You guys are secure now because everyone is using the default client, which I presume enforces the "forge on C1 only" rule. Later on, clients designed and downloaded by users motivated solely by financial interest may well switch to double-forging. An analog of this problem exists for every PoS system to date with the exception, as I described in my article, of permanent-genesis-nobility and TaPoS.

Daedelus

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Here's what NaS means. Suppose that you have a chain C1, and then some attacker with P portion of network hashpower decides to start trying to fork your blockchain starting N blocks ago. Then, there are two competing chains, C1 and C2. Now, look at it from the point of view as an ordinary forger. You have four options:

1. Try to forge on neither chain.
2. Try to forge on C1 only.
3. Try to forge on C2 only.
4. Try to forge on C1 and C2 simultaneously.

Because there is no significant cost to forging that is external to the blockchain, like there is with PoW, (4) is an actually viable strategy (in Bitcoin, (4) would have cost you 2x as much mining power). (4) is clearly the best from a revenue standpoint, because it gives you a reward if either chain ultimately wins, whereas the "honest" strategy, (2), gives you only rewards if C1 wins. Hence, all purely self-interested forgers will forge on C1 and C2, altruists will forge on C1 only, and the attacker will forge on C2 only. Thus, in order for the attack to win, the attacker will need to overpower only the altruists, not 51% of the entire network.

You guys are secure now because everyone is using the default client, which I presume enforces the "forge on C1 only" rule. Later on, clients designed and downloaded by users motivated solely by financial interest may well switch to double-forging. An analog of this problem exists for every PoS system to date with the exception, as I described in my article, of permanent-genesis-nobility and TaPoS.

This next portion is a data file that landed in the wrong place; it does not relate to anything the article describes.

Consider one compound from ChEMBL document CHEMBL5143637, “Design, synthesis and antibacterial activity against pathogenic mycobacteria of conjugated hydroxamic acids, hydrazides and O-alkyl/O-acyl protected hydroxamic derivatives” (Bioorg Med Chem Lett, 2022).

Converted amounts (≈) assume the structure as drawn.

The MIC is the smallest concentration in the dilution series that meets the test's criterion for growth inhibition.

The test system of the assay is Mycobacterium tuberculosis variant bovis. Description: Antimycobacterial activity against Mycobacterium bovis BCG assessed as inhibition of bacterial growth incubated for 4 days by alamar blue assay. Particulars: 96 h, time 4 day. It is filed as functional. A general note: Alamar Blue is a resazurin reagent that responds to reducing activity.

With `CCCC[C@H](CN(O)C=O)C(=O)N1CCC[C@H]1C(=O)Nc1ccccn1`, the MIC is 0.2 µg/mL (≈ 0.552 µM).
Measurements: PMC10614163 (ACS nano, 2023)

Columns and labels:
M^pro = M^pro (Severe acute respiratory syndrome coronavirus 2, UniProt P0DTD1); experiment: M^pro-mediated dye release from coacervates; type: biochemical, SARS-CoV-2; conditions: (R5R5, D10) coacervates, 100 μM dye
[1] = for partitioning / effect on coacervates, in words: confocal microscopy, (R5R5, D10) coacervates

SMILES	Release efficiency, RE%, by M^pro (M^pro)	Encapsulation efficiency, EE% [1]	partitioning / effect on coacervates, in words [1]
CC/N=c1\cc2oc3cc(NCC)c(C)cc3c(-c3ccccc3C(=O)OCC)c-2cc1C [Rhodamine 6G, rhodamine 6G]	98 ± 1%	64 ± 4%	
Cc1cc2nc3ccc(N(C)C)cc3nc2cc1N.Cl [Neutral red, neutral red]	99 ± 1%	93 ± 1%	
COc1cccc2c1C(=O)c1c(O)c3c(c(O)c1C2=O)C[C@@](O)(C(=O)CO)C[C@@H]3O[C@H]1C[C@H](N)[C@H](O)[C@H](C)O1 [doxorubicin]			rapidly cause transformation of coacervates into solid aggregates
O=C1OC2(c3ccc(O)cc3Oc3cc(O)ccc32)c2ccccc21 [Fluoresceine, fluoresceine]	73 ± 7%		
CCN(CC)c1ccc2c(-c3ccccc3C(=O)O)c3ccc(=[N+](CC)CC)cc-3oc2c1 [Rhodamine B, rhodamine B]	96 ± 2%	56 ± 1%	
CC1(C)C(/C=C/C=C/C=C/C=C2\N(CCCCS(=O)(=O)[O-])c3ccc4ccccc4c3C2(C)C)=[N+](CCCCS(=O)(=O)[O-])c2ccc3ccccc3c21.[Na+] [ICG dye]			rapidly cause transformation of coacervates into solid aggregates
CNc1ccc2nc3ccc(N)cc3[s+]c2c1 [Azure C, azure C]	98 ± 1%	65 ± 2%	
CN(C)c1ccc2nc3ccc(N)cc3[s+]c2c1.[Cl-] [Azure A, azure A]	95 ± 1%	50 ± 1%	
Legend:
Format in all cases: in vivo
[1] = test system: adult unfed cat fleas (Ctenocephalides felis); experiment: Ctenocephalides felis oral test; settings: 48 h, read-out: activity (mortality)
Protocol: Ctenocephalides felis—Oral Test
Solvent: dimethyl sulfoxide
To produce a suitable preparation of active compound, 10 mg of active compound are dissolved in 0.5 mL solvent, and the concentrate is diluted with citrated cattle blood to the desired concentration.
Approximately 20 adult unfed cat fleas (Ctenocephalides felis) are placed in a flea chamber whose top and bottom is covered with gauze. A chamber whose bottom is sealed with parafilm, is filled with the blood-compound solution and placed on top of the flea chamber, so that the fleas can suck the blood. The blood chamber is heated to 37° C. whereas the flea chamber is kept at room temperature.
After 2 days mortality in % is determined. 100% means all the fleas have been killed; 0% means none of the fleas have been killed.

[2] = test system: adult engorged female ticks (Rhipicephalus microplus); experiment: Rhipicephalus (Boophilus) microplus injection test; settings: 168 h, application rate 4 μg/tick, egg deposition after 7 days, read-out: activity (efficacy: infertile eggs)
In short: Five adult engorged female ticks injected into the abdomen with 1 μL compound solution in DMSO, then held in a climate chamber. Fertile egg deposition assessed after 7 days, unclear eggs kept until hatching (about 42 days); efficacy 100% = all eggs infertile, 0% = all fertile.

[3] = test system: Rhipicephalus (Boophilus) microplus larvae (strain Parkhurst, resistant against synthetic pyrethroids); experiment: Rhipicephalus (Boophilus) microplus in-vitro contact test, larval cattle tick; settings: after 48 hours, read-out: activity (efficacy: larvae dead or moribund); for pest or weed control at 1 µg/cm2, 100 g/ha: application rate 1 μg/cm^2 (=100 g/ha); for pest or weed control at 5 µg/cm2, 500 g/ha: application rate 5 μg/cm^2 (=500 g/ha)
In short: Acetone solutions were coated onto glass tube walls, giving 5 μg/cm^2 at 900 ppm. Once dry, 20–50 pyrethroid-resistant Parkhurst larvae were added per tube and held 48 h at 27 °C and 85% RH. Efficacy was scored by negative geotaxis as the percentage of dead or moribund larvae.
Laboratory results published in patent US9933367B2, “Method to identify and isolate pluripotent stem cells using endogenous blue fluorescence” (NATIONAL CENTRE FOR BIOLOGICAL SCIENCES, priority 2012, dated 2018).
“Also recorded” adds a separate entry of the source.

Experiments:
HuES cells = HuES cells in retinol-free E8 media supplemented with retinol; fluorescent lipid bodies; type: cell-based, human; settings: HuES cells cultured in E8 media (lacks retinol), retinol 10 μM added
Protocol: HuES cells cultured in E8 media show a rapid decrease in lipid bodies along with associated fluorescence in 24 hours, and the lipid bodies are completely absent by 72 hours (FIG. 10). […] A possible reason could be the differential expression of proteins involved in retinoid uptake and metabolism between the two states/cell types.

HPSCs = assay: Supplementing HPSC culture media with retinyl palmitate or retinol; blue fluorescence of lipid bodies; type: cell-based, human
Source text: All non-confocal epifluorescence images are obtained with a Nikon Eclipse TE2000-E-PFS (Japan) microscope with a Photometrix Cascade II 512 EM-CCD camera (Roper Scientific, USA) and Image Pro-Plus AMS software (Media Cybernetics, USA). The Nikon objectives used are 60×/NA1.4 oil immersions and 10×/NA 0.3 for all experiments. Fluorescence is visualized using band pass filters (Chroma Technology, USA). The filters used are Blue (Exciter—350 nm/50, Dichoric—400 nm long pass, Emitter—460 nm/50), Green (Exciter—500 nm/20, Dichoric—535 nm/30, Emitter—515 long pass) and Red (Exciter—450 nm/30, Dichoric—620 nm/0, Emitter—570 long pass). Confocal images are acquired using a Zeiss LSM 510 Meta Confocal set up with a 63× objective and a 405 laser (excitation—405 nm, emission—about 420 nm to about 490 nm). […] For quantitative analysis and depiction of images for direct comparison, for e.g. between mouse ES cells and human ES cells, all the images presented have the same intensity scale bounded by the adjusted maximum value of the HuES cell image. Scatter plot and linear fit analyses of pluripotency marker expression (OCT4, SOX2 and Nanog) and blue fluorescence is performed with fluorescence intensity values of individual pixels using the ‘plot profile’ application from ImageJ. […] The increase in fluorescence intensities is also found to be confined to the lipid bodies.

Before we go any further, any chance of a pgp sig?  ;D
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Mexxer

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Here's what NaS means. Suppose that you have a chain C1, and then some attacker with P portion of network hashpower decides to start trying to fork your blockchain starting N blocks ago. Then, there are two competing chains, C1 and C2. Now, look at it from the point of view as an ordinary forger. You have four options:

1. Try to forge on neither chain.
2. Try to forge on C1 only.
3. Try to forge on C2 only.
4. Try to forge on C1 and C2 simultaneously.

Because there is no significant cost to forging that is external to the blockchain, like there is with PoW, (4) is an actually viable strategy (in Bitcoin, (4) would have cost you 2x as much mining power). (4) is clearly the best from a revenue standpoint, because it gives you a reward if either chain ultimately wins, whereas the "honest" strategy, (2), gives you only rewards if C1 wins. Hence, all purely self-interested forgers will forge on C1 and C2, altruists will forge on C1 only, and the attacker will forge on C2 only. Thus, in order for the attack to win, the attacker will need to overpower only the altruists, not 51% of the entire network.

You guys are secure now because everyone is using the default client, which I presume enforces the "forge on C1 only" rule. Later on, clients designed and downloaded by users motivated solely by financial interest may well switch to double-forging. An analog of this problem exists for every PoS system to date with the exception, as I described in my article, of permanent-genesis-nobility and TaPoS.

Before we go any further, any chance of a pgp sig?  ;D

Well he was asked on reddit to come here:
http://www.reddit.com/r/Bitcoin/comments/29yyjm/proofofstake_and_distributed_consensus_are/

So it's probably him.

Would be awesome to get a nice discussion going!